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In-home devices, week of 2/14
In a strange way, healthcare seems to be reverting back to a style that had gone out of fashion many years ago, with an increased amount of health taking place in the home. There are now around 12 million people who are now getting in-home care, from more than 33,000 providers, and last year the annual expenditures for home health care were projected to be over $72 billion.
This is thanks, in large part, to technology and, more specifically, to connected in-home devices that can easily collect and send data to a physicians in real-time. This allows patients to be monitored remotely, without constant trips to the doctor, and for physicians to do more timely interventions based on patterns picked up by AI and machine learning.
In June, Vator, HP and UCSF Health Hub will be holding an event centered around these devices, and how they are affecting the healthtech space. Every week until then we will be doing a roundup of some of the news around in-home devices and what some of the major tech companies are up to in this space.
Manufacturing solutions provider Jabil consolidated its entire healthcare organization under Jabil Healthcare, to be led by Steve Borges, who will act as CEO and EVP of the division. Jabil Healthcare include Jabil’s embedded-sensors business, its injection molding business through Nypro, and its orthopedics, spine, trauma, and medical instruments operations acquired from Johnson & Johnson.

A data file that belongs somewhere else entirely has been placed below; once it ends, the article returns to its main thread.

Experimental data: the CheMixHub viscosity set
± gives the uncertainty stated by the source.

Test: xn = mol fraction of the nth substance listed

Jabil Healthcare serves five sectors in the healthcare market: medical devices, orthopedics, diagnostics, pharmaceutical delivery systems, and consumer health.
“By harnessing the power of the Jabil and Nypro teams, we are in the unique position to accelerate technology advancements and augment the value we bring to our customers, their patients and the healthcare industry,” Borges said in a statement. “With the rise of digital health and additive manufacturing, the time is right to unite our diverse capabilities and domain expertise under one strong brand.”BD finishes clinical trials for wearable drug injector
Medical device company BD (Becton, Dickinson and Company), a leading global medical technology company, completed a 50-subject human clinical trial with the BD Libertas Wearable Injector, which acts as a drug delivery system that is applied under the skin.
The BD independently sponsored and conducted study was designed to evaluate the performance of the 5 mL BD Libertas device in human subjects, including tissue effects, skin reactivity and patient acceptance. The results are expected to be announced early this year,
“BD is committed to bringing value to our pharma partnerships, including providing them with independent BD sponsored and generated study data to accelerate combination product development. The recent study reflects BD’s continued investment in solutions to meet pharma’s needs by expanding the design space for biologics delivery,” Peter Nolan, Worldwide President, BD Pharmaceutical Systems, said in a statement.